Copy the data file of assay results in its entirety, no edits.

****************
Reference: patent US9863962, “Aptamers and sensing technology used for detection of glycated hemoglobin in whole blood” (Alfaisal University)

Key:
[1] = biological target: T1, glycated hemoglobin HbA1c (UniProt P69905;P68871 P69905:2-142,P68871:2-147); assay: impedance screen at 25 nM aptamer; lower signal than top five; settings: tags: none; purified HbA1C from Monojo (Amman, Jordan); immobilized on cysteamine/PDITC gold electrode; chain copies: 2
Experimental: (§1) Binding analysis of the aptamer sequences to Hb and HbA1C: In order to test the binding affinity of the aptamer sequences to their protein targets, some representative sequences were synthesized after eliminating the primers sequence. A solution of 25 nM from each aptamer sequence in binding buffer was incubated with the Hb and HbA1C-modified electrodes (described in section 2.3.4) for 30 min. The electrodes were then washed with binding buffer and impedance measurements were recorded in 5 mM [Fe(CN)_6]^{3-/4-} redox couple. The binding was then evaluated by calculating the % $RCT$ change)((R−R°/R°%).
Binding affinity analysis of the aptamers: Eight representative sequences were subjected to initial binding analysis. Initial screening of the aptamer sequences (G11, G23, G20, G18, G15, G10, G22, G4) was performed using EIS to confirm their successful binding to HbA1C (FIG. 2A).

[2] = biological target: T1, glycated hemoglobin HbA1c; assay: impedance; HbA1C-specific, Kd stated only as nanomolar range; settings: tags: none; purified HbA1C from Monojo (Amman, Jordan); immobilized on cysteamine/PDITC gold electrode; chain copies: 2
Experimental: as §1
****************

Reference: patent US9863962, “Aptamers and sensing technology used for detection of glycated hemoglobin in whole blood” (Alfaisal University)

Key:
[1] = biological target: T1, glycated hemoglobin HbA1c (UniProt P69905;P68871 P69905:2-142,P68871:2-147); assay: impedance screen at 25 nM aptamer; lower signal than top five; settings: tags: none; purified HbA1C from Monojo (Amman, Jordan); immobilized on cysteamine/PDITC gold electrode; chain copies: 2
Experimental: (§1) Binding analysis of the aptamer sequences to Hb and HbA1C: In order to test the binding affinity of the aptamer sequences to their protein targets, some representative sequences were synthesized after eliminating the primers sequence. A solution of 25 nM from each aptamer sequence in binding buffer was incubated with the Hb and HbA1C-modified electrodes (described in section 2.3.4) for 30 min. The electrodes were then washed with binding buffer and impedance measurements were recorded in 5 mM [Fe(CN)_6]^{3-/4-} redox couple. The binding was then evaluated by calculating the % $RCT$ change)((R−R°/R°%).
Binding affinity analysis of the aptamers: Eight representative sequences were subjected to initial binding analysis. Initial screening of the aptamer sequences (G11, G23, G20, G18, G15, G10, G22, G4) was performed using EIS to confirm their successful binding to HbA1C (FIG. 2A).

[2] = biological target: T1, glycated hemoglobin HbA1c; assay: impedance; HbA1C-specific, Kd stated only as nanomolar range; settings: tags: none; purified HbA1C from Monojo (Amman, Jordan); immobilized on cysteamine/PDITC gold electrode; chain copies: 2
Experimental: as §1